Display Problems [Updated again]

are apparently cropping up when viewing this site with IE. Don't ask me why, I just work here.
Looks ok to me in Firefox, but it's also choking in Opera. I didn't make any template changes today (hell, I didn't even post today, did I?), so I'm not sure what the deal is. Will delete this housekeeping nonsense once it's resolved, but in the meantime: It's not YOU.

9/22 Update: Sorry all, but I still don't know what the problem is. Reloading an old template hasn't helped, so I have to presume the trouble is on Blogger's end. I've alerted them, and if I can get past the auto-response, hopefully they'll have something insightful to say. In the meantime, download Firefox.

9/24 Update: As mysteriously as it came, it departed. The ghost in the machine seems to have left our happy little corner of the blogosphere, and from this side of the screen, IE and Opera are our friends once again. If anyone's still looking at a page without a side bar & a reload/cache-clearing doesnt' help, please leave a comment. Not that I can do anything about it, of course, but sometimes I like to pretend I'm micromanaging.

I Miss Phil

I came from a bipartisan household. Mom was an old-school Republican, and Nana was a true-blue Democrat. She and I would watch the afternoon news & talk shows, and later, she and Mom would debate the day's events over dinner. When I was real young, I'd interrupt and demand they "stop fighting!", only to be greeted with warm laughter and assurances that they were "just arguing". Getting my 5-year old head around that distinction, I'm sure, had a formative impact on me, but I digress...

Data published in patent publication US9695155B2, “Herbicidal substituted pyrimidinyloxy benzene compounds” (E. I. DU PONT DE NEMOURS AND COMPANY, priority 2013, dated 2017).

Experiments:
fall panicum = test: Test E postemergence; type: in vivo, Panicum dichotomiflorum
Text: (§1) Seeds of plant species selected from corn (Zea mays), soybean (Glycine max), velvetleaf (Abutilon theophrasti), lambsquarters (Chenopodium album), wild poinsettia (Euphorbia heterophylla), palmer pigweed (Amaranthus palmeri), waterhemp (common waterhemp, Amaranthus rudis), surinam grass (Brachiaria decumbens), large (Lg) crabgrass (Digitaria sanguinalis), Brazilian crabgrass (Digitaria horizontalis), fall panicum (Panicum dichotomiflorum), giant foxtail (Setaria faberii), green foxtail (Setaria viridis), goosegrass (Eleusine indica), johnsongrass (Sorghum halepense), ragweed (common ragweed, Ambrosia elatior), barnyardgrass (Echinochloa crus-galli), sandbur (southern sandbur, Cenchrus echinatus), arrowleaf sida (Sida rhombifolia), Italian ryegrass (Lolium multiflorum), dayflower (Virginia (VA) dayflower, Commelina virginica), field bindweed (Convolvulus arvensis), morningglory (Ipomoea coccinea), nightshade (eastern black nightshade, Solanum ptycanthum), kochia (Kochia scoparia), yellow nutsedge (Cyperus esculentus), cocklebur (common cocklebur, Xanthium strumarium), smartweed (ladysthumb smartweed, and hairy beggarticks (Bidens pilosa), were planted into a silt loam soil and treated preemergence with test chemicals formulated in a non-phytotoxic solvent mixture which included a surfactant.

One of Nana's favorite shows was Phil Donahue's chat program. She taught me all about hollering back at the TV, whether in passionate support or scathing disagreement (normally with a panel guest), and I grew up thinking that's how everyone reacted to politics: With Passion.

In the years since, I've obviously discovered that this is not, in fact, the case. The MSM (Fox especially, the bastards) have played this "fairness" thing to such an absurd degree that issues are presented as inherently balanced, no matter what the realities -- see: "teach the (ID) controversy" for an example. In trying to make sure that "both sides" are covered, the MSM doles out credibility to a host of absurdities and falsehoods like cheap Halloween candy. (Something I was pleased to hear Andrea Mitchell cop to on Bill Maher last night, incidentally). The only strong opinions we get anymore are of the Bill O'Reilly variety, over which I'd generally prefer a strict diet of boogers.

This clip has gotten a lot of blog attention, and finally having had a chance to watch it, the reasons why are obvious. Probably thinking he could bully him into a cowering ball under the desk, Bill O'Reilly had Phil Donahue on his show the other day. Their exchange may very well be the best thing I've ever seen on Fox. Phil hollers at "Billy" throughout, saying he won't be intimidated and that he's not "another Jeremy Glick".

Crooks and Liars has the video clip and News Hounds has the transcript (my thanks to both).

Seeing this makes me miss the irreverent Mr. Donahue more than ever, and I like to think that if there's a shift coming in the MSM, the end result will include his new show.

Friday, September 23, 2005

Joy for Your Leftie G-Spot

Funny. Well edited. Good chorus. Topped with snarky goodness.

Go on, now. Lookie lookie.

"None Dare Call It Stolen"

If you read nothing else today, read this Harper's article by Mark Crispin Miller.